Smith v Gardner Merchant
|Smith v Gardner Merchant|
|Court||Court of Appeal of England and Wales|
|Decided||14 July 1998|
|Citation(s)|| IRLR 510,  ICR 134,  3 All ER 852,  EWCA Civ 1207|
|Judge(s) sitting||Beldam LJ, Ward LJ and Sir Christopher Slade|
Smith v Gardner Merchant  IRLR 510 is a UK labour law case, concerning the possibility of claiming compensation for discrimination under the gender statutes. It took place before the Employment Equality (Sexual Orientation) Regulations 2003 were introduced.
Paul Smith worked as a barman for the Coliseum and then the Globe Theatre. At the latter, a homophobic colleague called Barbara Touhy harassed him, saying he had diseases and should be put on an island. She hit him in the back one night. He complained, and the employer took her version that he was being aggressive toward her. He was dismissed for gross misconduct. He alleged discrimination under the Sex Discrimination Act 1975, saying that a comparator ought to be a homosexual woman, and that he was therefore less favourably treated on grounds of his sex. Both the tribunal and the EAT found against him, because they held it was sexuality discrimination, not gender discrimination that he suffered.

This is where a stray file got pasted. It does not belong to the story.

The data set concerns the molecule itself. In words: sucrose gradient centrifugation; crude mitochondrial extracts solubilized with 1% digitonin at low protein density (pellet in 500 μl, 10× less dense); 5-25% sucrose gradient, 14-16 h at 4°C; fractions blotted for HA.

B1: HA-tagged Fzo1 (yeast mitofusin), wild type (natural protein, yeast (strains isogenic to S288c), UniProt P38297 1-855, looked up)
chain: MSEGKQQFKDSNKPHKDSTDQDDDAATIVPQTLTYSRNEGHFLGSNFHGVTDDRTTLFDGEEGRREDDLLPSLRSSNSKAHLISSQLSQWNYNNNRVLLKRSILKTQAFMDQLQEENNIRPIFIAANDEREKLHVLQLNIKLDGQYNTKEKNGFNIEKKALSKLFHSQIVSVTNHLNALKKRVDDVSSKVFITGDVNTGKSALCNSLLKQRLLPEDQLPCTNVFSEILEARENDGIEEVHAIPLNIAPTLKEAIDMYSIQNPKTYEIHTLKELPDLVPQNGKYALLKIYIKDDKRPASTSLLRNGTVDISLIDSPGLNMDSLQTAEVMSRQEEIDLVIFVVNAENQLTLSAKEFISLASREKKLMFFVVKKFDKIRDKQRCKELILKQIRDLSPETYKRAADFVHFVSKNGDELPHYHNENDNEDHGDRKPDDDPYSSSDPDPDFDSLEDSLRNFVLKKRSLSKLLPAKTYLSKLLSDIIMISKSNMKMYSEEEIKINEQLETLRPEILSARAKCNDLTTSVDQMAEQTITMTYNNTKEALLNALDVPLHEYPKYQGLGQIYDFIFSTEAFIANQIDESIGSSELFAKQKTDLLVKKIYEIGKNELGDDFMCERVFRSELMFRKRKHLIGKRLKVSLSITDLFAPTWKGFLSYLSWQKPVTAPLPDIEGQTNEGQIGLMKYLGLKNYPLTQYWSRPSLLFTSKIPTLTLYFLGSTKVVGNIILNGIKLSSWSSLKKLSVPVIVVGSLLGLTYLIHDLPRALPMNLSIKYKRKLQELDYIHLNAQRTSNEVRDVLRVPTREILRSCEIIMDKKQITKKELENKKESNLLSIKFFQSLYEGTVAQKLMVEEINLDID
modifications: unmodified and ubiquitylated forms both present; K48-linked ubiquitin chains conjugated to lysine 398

Ward LJ held that the tribunals had failed to ask themselves whether a homosexual woman would not have been less favourably treated. That was the correct question, which they would have to try to do again. The suggestion was, that Barbara would not have been malicious and violent towards a gay woman, and therefore there probably was discrimination.
- Royal National Theatre's website